Author: Mary Henton (page 2 of 7)

Another Image of Grace


When I was a child, in the 1950’s and early 60’s, my family lived in the northwestern corner of Pennsylvania, just south of Lake Erie, in the snow belt. Winters were snowy and bitter cold. My memories are of ice skating, sledding, and digging tunnels in the snow. Snow creaked underfoot from December to March, and piles from shoveled sidewalks towered over the heads of children young and old. Winter nights left a frost canvas on my bedroom window. In the early morning, my mother would squat and balance herself on the hot air floor vent in the kitchen and have her quiet time.

My mother had a mid-length, dark grey winter coat with a cowl neckline and faux fleece lining. This fleece was some mixture of cotton or wool woven and machine-carded to look and feel something like sheared wool. It was nothing like the fleece that NorthFace or L.L. Bean use in their pullovers. The fleece was deep and soft.

I remember how, in church or riding in the car, my mother would open her coat so I could sit on that fleece lining. She would fold that open side of the coat over me. She must have been cold. The plastic bench seats of our station wagon delayed warmth. The church sanctuary must have been drafty with its tall, uninsulated windows and wooden pews. But I was indifferent to my mother’s discomfort. I only knew her warmth and that soft fleece.

That was grace.

Untitled Abstract by Kathleen Grace

What does Grace (“free, unmerited favor,” not the person!) Smell Like?

Last week I was fortunate to participate in a conference organized by Writing for Your Life. Barbara Brown Taylor talked to us during two keynote sessions. If you know her work, you can appreciate what a gift that was. If you don’t know Barbara Brown Taylor’s work, get your hands on Learning to Walk in the Dark, or Leaving Church, or An Altar in the World today.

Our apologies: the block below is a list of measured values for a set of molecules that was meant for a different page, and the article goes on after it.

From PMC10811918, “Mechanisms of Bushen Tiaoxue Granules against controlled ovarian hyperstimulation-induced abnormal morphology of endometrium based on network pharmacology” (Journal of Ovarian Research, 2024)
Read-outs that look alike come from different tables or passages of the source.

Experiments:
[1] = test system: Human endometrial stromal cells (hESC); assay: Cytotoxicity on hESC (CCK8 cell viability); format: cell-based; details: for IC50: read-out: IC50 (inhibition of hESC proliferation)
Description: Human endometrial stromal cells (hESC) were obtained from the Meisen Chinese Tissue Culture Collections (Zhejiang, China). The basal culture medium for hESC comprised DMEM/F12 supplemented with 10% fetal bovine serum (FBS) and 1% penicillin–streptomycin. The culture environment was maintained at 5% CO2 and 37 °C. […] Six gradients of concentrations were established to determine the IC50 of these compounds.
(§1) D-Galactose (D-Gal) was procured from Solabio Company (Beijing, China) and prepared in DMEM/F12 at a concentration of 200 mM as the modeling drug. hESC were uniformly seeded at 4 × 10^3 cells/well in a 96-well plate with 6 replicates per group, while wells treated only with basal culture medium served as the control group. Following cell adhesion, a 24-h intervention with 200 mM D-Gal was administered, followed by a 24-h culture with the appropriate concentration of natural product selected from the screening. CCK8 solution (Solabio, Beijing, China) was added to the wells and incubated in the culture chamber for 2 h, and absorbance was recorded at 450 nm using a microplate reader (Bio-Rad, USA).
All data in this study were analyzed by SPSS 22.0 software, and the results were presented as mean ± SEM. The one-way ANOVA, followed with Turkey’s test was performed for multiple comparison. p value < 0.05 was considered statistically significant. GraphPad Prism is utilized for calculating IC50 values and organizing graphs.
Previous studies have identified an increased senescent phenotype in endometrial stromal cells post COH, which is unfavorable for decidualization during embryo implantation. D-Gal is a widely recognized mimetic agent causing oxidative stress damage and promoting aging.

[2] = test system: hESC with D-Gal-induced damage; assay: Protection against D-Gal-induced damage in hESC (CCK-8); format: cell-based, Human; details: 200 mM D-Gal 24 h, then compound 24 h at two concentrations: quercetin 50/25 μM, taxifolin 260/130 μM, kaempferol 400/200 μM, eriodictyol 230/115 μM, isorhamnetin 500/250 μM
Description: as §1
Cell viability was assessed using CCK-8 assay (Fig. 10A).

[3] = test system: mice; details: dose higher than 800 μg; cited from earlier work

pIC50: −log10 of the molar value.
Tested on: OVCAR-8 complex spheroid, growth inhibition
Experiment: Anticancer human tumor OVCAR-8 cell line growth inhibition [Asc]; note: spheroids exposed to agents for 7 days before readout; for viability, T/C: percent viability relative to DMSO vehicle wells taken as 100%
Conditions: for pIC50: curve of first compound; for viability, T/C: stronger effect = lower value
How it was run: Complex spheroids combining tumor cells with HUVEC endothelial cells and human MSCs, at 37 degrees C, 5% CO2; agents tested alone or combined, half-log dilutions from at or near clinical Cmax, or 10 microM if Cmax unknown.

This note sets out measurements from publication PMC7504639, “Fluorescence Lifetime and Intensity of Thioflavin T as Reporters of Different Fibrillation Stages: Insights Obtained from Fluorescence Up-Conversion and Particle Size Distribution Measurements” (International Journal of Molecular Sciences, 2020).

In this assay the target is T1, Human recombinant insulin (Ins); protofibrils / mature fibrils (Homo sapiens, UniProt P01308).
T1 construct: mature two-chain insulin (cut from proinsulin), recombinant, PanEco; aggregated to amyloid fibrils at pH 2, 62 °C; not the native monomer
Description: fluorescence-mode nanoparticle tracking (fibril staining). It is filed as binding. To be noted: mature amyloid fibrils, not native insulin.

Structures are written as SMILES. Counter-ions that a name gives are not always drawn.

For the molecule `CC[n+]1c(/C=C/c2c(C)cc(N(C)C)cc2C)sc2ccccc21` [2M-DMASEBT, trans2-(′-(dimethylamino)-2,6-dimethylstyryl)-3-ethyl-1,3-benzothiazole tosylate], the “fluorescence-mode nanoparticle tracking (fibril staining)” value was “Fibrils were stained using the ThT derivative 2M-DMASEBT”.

During one session this author-artist poked us to reimagine our religious vocabulary. I had never considered that my faith-based language is abstract. There isn’t any flesh on mercy. Sin may be black, but what color is redemption? Joy may rain down on the joyous, but that rain doesn’t soak through clothes and drip from eyebrows.

I use the words grace, mercy, peace, joy, reconciliation, and forgiveness the same way I use electricity here in my house in the US (in contrast with electricity usage in Beni). I don’t wonder about it. The electricity just is. I am not mindful when I flip a switch. I know what will happen. The light will turn on. I use the church language the same way.

During her talk, Barbara Brown Taylor teased us to think about how some of our religion words smell and taste and feel.

So the last few days I’ve been thinking about grace. What does grace smell like? Feel like? Taste like? I think grace smells like…

  • A just-curried horse in a stall of fresh hay. It’s warm, sweet, and savory.
  • Fresh lavender. Pungent but gentle, inviting me to breathe and settle.
  • An old-growth forest in mid-summer, with its thick, peat moss cologne. I smell shades of green and brown, leaf and bark.
  • A cold and heavy snowfall in the mountains. It’s so cold that there is no smell. The air is crystal. Lacking fragrance, it possesses essence. The wild cold chafes exposed nose and cheeks. My nostrils cling together on an inhale. I know nothing else for that moment.

And for you? What does grace smell like?

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